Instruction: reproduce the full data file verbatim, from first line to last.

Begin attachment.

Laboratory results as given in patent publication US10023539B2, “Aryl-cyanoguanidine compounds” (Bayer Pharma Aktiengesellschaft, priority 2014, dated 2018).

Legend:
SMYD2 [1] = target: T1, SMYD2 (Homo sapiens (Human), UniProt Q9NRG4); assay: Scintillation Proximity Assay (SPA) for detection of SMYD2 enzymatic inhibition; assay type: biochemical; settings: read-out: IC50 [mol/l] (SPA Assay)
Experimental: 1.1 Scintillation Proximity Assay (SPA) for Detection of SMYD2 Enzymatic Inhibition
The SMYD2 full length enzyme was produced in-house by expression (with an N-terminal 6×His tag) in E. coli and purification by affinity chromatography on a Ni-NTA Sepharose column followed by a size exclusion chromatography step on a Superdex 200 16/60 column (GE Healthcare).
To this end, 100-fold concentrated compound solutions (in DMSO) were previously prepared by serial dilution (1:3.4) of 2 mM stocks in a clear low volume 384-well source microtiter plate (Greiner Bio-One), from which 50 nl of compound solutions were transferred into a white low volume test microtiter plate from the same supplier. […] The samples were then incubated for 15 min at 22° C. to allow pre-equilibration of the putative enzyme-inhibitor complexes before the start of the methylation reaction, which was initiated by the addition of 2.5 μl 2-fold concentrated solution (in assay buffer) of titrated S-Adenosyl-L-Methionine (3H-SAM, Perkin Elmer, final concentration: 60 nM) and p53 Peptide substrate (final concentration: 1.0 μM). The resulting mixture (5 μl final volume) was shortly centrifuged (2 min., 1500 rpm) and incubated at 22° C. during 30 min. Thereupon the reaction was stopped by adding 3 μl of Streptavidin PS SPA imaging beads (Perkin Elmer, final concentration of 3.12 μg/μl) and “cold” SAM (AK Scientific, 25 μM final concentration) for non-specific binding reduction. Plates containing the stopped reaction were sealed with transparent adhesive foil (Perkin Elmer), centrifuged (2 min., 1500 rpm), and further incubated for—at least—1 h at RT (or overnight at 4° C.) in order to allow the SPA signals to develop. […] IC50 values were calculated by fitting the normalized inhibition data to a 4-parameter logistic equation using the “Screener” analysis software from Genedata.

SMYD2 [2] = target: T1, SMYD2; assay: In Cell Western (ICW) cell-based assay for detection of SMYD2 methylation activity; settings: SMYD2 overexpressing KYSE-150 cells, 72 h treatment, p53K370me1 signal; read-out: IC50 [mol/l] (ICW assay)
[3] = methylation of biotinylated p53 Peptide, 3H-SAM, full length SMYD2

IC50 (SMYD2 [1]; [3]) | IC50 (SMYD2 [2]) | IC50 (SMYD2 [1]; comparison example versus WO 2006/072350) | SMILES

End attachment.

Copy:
Laboratory results as given in patent publication US10023539B2, “Aryl-cyanoguanidine compounds” (Bayer Pharma Aktiengesellschaft, priority 2014, dated 2018).

Legend:
SMYD2 [1] = target: T1, SMYD2 (Homo sapiens (Human), UniProt Q9NRG4); assay: Scintillation Proximity Assay (SPA) for detection of SMYD2 enzymatic inhibition; assay type: biochemical; settings: read-out: IC50 [mol/l] (SPA Assay)
Experimental: 1.1 Scintillation Proximity Assay (SPA) for Detection of SMYD2 Enzymatic Inhibition
The SMYD2 full length enzyme was produced in-house by expression (with an N-terminal 6×His tag) in E. coli and purification by affinity chromatography on a Ni-NTA Sepharose column followed by a size exclusion chromatography step on a Superdex 200 16/60 column (GE Healthcare).
To this end, 100-fold concentrated compound solutions (in DMSO) were previously prepared by serial dilution (1:3.4) of 2 mM stocks in a clear low volume 384-well source microtiter plate (Greiner Bio-One), from which 50 nl of compound solutions were transferred into a white low volume test microtiter plate from the same supplier. […] The samples were then incubated for 15 min at 22° C. to allow pre-equilibration of the putative enzyme-inhibitor complexes before the start of the methylation reaction, which was initiated by the addition of 2.5 μl 2-fold concentrated solution (in assay buffer) of titrated S-Adenosyl-L-Methionine (3H-SAM, Perkin Elmer, final concentration: 60 nM) and p53 Peptide substrate (final concentration: 1.0 μM). The resulting mixture (5 μl final volume) was shortly centrifuged (2 min., 1500 rpm) and incubated at 22° C. during 30 min. Thereupon the reaction was stopped by adding 3 μl of Streptavidin PS SPA imaging beads (Perkin Elmer, final concentration of 3.12 μg/μl) and “cold” SAM (AK Scientific, 25 μM final concentration) for non-specific binding reduction. Plates containing the stopped reaction were sealed with transparent adhesive foil (Perkin Elmer), centrifuged (2 min., 1500 rpm), and further incubated for—at least—1 h at RT (or overnight at 4° C.) in order to allow the SPA signals to develop. […] IC50 values were calculated by fitting the normalized inhibition data to a 4-parameter logistic equation using the “Screener” analysis software from Genedata.

SMYD2 [2] = target: T1, SMYD2; assay: In Cell Western (ICW) cell-based assay for detection of SMYD2 methylation activity; settings: SMYD2 overexpressing KYSE-150 cells, 72 h treatment, p53K370me1 signal; read-out: IC50 [mol/l] (ICW assay)
[3] = methylation of biotinylated p53 Peptide, 3H-SAM, full length SMYD2

IC50 (SMYD2 [1]; [3]) | IC50 (SMYD2 [2]) | IC50 (SMYD2 [1]; comparison example versus WO 2006/072350) | SMILES